Sounds like a case to me. Depending on the sales representations and contract provisions, of course, you might have insurance bad faith against Asurion and consumer fraud / unfair practices claims against Guitar Center.See question
AirBnB has an obligation not to mislead you, though probably not to provide insurance (unless your contract says otherwise). Based on the misleading statements you describe, this is well worth looking into. If it cannot be brought on a class action basis after an investigation ("discovery") and briefing, it may be possible to handle it on a tech-driven mass action basis (see www.whoneedsclasscert.com).See question
Sounds promising. Find the best rated consumer fraud class action lawyer you can find and give him or her the details. He or she will want to see the written offer.See question
Your facts are exactly right. I know all about your case, and am happy to give you some free information. I think it's a nightmare for most graduates. Those who are OK got into better paying lines of work to help payoff their LCB debt. Some didn't have that option.
We've represented more than 1900 individuals just like you with claims against LCB Schools, and thousands of class members. I litigated Amador v. California Culinary Academy in San Francisco (LCB SF) (settled on a class basis in 2012), and Vasquez v. California School of Culinary Arts in Los Angeles (settled on a confidential, individual basis for a total of about 1300 clients, ending about a year ago). So I know the schools, their ownership (Career Education Corporation), the practices, the advertising, the sales pitches, and the terms of the contracts you signed.
In general, if you attended any LCB school before 2009 you had a pretty good claim. In my opinion, the marketing was misleading, sales pitches often included lies because salespeople were under pressure, and the results were terrible. My investigation indicated students were lead to believe they'd become chefs but 95% never did. Everybody instead got entry level jobs.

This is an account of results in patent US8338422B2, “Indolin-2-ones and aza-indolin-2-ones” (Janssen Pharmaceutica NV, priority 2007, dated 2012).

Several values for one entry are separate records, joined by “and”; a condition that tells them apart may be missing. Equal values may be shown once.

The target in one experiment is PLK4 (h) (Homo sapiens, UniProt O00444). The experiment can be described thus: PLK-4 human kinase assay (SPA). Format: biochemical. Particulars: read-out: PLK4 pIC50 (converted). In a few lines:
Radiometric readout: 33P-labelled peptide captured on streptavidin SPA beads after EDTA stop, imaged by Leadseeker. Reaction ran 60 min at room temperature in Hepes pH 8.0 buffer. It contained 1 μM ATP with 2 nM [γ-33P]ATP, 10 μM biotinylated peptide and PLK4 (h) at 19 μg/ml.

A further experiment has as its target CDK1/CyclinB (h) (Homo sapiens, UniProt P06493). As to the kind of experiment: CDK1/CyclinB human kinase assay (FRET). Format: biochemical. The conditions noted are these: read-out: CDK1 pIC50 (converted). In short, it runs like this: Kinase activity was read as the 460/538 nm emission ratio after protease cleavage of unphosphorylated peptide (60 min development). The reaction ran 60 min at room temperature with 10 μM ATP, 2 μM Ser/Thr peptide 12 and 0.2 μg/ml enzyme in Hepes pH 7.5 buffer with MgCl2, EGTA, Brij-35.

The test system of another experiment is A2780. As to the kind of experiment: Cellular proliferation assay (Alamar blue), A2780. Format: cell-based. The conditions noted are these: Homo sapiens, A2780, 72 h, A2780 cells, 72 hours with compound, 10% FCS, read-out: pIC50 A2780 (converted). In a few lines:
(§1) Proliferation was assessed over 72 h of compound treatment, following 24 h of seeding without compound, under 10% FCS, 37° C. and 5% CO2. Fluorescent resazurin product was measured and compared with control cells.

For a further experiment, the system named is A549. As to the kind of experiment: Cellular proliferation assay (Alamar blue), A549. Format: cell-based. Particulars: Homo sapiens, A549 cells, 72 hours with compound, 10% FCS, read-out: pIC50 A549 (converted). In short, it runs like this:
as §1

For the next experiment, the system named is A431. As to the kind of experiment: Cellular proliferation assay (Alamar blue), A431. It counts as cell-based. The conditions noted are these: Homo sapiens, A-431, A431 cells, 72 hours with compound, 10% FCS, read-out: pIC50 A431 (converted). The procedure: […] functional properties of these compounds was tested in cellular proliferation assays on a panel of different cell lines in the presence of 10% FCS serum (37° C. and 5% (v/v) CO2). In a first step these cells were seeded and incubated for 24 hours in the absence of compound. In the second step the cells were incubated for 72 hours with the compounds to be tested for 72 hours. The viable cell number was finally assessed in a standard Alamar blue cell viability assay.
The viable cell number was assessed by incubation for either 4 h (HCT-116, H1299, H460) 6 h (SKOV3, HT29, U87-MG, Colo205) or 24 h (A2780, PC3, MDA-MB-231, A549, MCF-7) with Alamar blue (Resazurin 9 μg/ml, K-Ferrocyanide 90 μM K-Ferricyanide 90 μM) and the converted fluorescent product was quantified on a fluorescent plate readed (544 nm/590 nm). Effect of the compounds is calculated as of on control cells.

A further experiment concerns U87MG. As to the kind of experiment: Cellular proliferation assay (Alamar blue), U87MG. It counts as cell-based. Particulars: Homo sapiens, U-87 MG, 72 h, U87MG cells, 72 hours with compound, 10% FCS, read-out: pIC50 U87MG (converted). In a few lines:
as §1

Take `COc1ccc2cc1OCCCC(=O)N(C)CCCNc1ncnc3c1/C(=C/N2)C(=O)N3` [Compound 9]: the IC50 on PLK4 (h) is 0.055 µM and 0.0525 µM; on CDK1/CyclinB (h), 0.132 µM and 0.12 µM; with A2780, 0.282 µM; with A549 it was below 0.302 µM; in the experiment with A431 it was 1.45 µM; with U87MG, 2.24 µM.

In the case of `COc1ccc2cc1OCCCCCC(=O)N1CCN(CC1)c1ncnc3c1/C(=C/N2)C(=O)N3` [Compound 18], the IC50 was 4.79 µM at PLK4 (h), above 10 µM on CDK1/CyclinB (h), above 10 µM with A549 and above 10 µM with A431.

But if you attended before 2009, your statute of limitations is probably very long gone. Any claim is subject to a statute of limitations, and while this one depends upon your state's law, 6 plus years is very probably too long to way. But, check before you give up.
Beginning in 2009 (because of our lawsuits and the headway we were making) LCB began to use contracts that included enforceable arbitration clauses, class action waivers, and substantial factual disclaimers that basically said you acknowledge your only getting an entry level job for your money. If you signed one of these, your case is problematic. But, if that language was hidden from you, or they rushed you through contract signing, there could possibly be a way to win. Again, see a good local practitioner.
There is one other angle: if you have an pre-2009 enrollment-based claim, that is problematic only because it's old and time-barred, and if you still have your original purchase money loan(s), then you might be able to void your loan obligations using LCB's fraud as a defense. This is because the Code of Federal Regulations require the loan documents to include a holder clause. If there is a referral relationship between the seller (LCB) and the lender providing the purchase money (Sallie Mae), this clause allows you to assert LCB's fraud as a defense to payment under the note. It's complicated, but a possible way to some relief.
We may pursue these last sorts of claims for sympathetic clients who were really defrauded. Email me and let me know what happens, or to ask more questions, or if you'd like to be on our list of folks to contact if we decide to pursue the matter (again, we have not made that decision). Of course, the case is more attractive now that CECO is closing all its LCB Schools nationwide, admitting they cannnot comply with Department of Education's new gainful employment rules (confirming what I knew all along --- it makes no economic sense to go to culinary school.
There is the possibility of federal loan forgiveness. We are looking into that for our former clients. But that is uncertain, and of course the big loans are the higher interest private ones, so that won't solve the problem.
Finally, you can always default and refuse to pay (with all its consequences---read your loan agreement). If you do, your credit will be ruined but if you have none anyway then on this path in seven years you'll have credit again. Or, once in default, Sallie Mae will negotiate with you. If you can borrow some cash, you can compromise your loans meaningfully. I would do this rather than ruin my health trying to pay the bank. In my opinion, they knew perfectly well you were getting screwed. Sadly, claims against banks are hard these days.